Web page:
3 of 3 people found the following review helpful
Some interesting information, recipes disappointing,
This review is from: The 4-Hour Chef: The Simple Path to Cooking Like a Pro, Learning Anything, and Living the Good Life (Official UK Edition) (Paperback)
Overall, I'm glad I bought this book (though wish I hadn't got the kindle version as it's first and foremost a recipe book!) as I learned some new things from it I probably wouldn't have picked up elsewhere. However I don't really think it lives up to the claims that it makes and my experience of the recipes was disappointing.
The book consists of five sections:
1) Meta-learning - about Tim's method of learning things. I am interested in education and found this quite interesting with some great examples, though it certainly leaves lots of questions unanswered. There's less than I expected about his process of learning to cook - there's a bit, but not the sort of detail I was expecting. Likewise, with language learning, it talks about reaching a moderate conversational level in a language and very little about how to move from that stage to real fluency.
2) The Domestic - this is the main part of the book. After a rather US-centric list of equipment and store cupboard essentials to buy, it consists of a plan for learning to cook consisting of 14 lessons each taking about 20 minutes prep with the idea that you do two of the lessons each week, including hosting a dinner party once a month. The general concept is a really good one but I felt it could have been executed much better. I've cooked half a dozen or so recipes and generally haven't been wildly impressed - not sure I'd cook any of them again. There was a bit of a studenty feel about them (but with sometimes quite expensive ingredients!) and the first recipe had a step missing which is pretty much inexcusable in a book billing itself for novice cooks. The recipes also follow Tim's Slow Carb diet, references to which abound throughout the book, so don't expect pasta or the like. I had to skip quite a few of the 'lessons' due to a combination of pregnancy dietary restrictions and a shellfish allergy, so unless you are pretty much omnivorous, be prepared for that possibly being an issue - less of a problem with a normal recipe book than this one where the recipes follow on from eachother as lessons. On the plus side, the recipes are in metric and I didn't find the ingredients a problem as they can be in American recipes books. The lessons are punctuated with sections on all sorts of topics from knife skills to different types of tea. There's quite a geeky feel about these and the book feels very dense with information - I learned some useful things from some of these extra sections and they made it worth buying the book. There was also some good stuff in them that I already knew from cookery courses I had been on etc. but which I imagine that most people might not know.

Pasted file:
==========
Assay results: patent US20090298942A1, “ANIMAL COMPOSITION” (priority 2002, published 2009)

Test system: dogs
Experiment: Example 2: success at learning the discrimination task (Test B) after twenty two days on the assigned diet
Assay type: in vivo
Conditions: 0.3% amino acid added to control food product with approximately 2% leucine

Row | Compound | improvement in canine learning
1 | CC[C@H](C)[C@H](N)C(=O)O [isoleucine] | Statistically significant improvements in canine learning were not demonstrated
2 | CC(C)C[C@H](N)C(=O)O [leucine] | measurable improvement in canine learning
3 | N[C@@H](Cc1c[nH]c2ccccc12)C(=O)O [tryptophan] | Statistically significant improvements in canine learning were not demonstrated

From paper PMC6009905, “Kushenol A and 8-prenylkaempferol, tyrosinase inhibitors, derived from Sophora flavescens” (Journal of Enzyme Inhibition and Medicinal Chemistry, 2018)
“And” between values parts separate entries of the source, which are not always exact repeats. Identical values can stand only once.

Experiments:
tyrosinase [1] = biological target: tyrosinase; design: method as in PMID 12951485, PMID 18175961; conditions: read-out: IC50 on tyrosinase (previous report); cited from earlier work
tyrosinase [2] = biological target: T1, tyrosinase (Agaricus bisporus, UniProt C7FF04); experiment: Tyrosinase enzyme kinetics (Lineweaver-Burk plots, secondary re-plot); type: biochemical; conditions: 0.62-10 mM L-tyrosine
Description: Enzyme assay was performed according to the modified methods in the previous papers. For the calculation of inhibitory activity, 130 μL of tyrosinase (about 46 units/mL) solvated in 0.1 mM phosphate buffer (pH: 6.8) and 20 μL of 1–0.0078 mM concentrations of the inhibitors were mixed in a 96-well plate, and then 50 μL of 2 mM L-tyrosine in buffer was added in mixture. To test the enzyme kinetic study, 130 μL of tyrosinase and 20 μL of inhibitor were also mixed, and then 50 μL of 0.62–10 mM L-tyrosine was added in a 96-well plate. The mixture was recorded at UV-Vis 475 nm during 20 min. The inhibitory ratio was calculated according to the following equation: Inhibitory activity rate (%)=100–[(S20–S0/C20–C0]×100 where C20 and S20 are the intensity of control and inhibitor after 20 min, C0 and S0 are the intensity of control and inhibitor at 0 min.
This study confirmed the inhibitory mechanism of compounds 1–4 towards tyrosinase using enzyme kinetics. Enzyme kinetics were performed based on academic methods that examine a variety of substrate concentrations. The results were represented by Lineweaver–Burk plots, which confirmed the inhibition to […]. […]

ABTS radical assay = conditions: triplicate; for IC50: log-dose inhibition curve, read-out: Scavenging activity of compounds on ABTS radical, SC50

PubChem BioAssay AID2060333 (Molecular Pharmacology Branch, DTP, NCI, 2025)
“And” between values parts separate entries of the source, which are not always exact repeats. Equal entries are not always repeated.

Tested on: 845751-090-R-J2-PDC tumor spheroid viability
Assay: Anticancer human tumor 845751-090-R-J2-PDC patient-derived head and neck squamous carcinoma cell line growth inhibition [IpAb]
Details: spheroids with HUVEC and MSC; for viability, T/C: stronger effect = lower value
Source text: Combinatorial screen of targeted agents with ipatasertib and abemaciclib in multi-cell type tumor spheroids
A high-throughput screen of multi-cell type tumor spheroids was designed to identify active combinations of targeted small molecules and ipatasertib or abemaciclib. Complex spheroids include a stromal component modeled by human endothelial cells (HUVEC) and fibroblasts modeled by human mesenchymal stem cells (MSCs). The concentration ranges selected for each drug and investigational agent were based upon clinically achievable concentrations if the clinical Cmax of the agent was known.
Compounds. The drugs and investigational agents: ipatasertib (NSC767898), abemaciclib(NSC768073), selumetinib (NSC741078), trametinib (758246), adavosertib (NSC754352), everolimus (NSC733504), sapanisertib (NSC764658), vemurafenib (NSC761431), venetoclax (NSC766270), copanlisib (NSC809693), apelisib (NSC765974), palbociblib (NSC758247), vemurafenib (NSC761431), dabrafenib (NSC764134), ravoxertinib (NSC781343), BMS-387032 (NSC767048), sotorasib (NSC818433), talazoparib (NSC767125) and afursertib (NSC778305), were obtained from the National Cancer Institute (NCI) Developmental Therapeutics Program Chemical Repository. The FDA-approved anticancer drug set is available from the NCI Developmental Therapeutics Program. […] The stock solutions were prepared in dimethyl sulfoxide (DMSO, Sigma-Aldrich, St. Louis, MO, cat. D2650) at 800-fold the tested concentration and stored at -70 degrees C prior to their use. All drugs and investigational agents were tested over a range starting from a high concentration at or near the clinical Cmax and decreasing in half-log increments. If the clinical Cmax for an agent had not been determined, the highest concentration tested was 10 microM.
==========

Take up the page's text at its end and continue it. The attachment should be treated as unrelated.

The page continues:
3) The Wild - this is a section about survival and cooking things you have caught yourself in the wild. Although there were some interesting tidbits, I found this part too specific to the US to really be all that useful (and all that talk of guns, yikes!) as the types of animals etc. you get there are totally different from those here. If you're interested in this, I'm sure you're better off buying a UK-specific book on the topic.
4) The Scientist - a section about molecular gastronomy. I haven't tried anything from this section, but it looks like a very accessible intro to the topic with stuff you can try at home.
5) The Professional - this section is essentially about making meals an experience. It reminded me a lot of The Surreal Gourmet series of books. Again, I haven't tried any of the recipes in this section - things like cauliflower creme brulee, combinations like oyster and kiwi, and roses made from bacon. There's certainly stuff that might be fun to try if you were in the mood - if I had thought more of the earlier recipes in the book, I might have been more likely to give them a go.